It’s been a wonderful few months at the Fitzwilliam while the John Craxton exhibition has been on. His post 1945 work was particularly stunning, especially the large pictures of sailors and goat-herders all depicted in bright displays of light and colour. Judging by the photographs that were in the exhibition he certainly knew how to jazz up the Greek isle of Crete into something tantamount to a feast of Cubist travel brochure tourism delight.

Martin Rees – Our Universe and others

I’ve just got back from a lecture by Martin Rees (of Astronomer Royal fame) at the Centre for Mathematical Sciences. What an interesting speaker he is! Some thought provoking questions were raised such as – could there be numerous Big Bangs and multiple universes? He talked of the horizon of what we could see and how much bigger the universe might actually be. I was throughly convinced of the multiverse I have to say. He reminded us how far cosmology had come in just a couple of hundred years, the cosmological constants that are now established and the divide between the quantum and gravity fields of science. Of course there was a mention of the Harvard announcement today that they’d found gravitational waves thereby proving Einstein’s last unproved theory. Evidence of an expanding universe – tick! In an exceedingly humble ending Professor Rees said Physics had a long way to go. Learning the rules of the universe was he surmised like deducing the rules of chess and it’s a long way from doing that to becoming a Grand Master. All in all a fascinating talk.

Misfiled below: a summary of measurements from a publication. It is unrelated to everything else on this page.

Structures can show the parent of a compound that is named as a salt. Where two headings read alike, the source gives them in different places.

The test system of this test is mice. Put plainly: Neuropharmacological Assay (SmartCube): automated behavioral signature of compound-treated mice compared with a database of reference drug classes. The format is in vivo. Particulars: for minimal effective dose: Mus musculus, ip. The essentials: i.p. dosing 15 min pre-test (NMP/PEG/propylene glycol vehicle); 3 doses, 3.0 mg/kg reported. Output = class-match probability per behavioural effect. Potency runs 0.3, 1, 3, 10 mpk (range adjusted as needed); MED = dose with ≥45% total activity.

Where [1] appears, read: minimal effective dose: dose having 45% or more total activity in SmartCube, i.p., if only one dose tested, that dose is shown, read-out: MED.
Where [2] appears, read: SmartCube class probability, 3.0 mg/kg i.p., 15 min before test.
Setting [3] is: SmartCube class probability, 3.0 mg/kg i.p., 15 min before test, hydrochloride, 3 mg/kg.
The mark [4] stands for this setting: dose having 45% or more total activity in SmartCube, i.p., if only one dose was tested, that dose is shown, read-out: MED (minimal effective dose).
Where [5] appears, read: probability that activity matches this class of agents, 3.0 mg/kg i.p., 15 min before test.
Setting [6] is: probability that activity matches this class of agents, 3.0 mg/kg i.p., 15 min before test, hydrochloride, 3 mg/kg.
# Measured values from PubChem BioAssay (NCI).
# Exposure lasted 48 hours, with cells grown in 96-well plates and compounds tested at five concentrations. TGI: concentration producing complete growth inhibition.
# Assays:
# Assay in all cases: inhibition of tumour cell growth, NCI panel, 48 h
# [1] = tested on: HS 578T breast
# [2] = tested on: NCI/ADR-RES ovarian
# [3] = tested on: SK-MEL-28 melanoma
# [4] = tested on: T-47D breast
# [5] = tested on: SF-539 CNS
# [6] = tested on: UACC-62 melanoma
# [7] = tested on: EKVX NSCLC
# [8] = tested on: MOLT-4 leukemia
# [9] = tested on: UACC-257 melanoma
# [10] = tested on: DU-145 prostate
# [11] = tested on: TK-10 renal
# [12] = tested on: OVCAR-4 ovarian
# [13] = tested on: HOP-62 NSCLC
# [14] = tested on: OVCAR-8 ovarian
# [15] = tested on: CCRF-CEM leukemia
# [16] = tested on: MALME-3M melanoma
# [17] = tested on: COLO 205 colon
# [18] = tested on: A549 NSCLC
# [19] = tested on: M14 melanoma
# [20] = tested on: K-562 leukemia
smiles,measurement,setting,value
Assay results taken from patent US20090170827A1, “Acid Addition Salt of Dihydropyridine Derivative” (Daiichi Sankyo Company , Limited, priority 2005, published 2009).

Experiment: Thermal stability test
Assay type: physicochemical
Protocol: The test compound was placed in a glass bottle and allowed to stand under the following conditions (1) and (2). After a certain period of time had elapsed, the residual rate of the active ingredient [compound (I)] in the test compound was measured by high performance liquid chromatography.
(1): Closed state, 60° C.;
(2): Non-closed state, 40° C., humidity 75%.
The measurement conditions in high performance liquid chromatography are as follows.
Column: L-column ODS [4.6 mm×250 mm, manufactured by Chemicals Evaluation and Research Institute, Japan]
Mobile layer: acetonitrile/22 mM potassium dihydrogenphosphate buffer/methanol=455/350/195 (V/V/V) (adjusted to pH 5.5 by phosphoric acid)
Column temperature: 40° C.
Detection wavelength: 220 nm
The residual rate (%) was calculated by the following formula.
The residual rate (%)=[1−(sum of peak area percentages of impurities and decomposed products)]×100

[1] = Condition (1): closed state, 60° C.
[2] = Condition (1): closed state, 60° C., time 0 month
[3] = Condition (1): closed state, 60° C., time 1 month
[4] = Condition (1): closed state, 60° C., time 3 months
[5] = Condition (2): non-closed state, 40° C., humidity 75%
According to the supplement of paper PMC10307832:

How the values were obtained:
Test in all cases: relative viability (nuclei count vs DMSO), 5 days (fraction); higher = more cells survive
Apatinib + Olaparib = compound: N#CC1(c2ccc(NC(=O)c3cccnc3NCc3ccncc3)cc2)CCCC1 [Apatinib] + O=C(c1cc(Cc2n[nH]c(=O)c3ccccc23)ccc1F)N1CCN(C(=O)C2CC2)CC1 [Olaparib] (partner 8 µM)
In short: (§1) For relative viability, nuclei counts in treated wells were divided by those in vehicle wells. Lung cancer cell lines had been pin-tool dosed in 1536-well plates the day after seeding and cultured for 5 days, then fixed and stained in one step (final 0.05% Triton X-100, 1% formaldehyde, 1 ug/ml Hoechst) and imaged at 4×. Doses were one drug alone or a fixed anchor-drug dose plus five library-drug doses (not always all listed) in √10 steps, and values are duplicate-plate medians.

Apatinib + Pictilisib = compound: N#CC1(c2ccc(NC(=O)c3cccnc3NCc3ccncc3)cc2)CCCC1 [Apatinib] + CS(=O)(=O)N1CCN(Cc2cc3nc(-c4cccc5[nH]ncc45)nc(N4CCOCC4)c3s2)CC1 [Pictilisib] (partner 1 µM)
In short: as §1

Agenda – Online Broadsheet

Fantastic to see two of my poems in Agenda‘s latest online broadsheet. You can read ‘First Communion’ and ‘What you brought with you here here.

Suzi Shimwell on KUSP’s poetry show

Exciting times as 2013 ends – I hit the radio in Santa Cruz last week. You can hear the interview and my poems online. Many thanks to Gwynne Harris for interviewing me and Dennis Morton for having me on the show.

Richard III – Free Online Course

Leicester University have launched a free online course all about Richard III so proud is it of the King they found in a car park. It’s fantastic to see universities opening their doors to the public and offering free education. The Leicester course is in collaboration with Futurelearn an organisation that has the sole aim of bring free online course from major university to people who want them.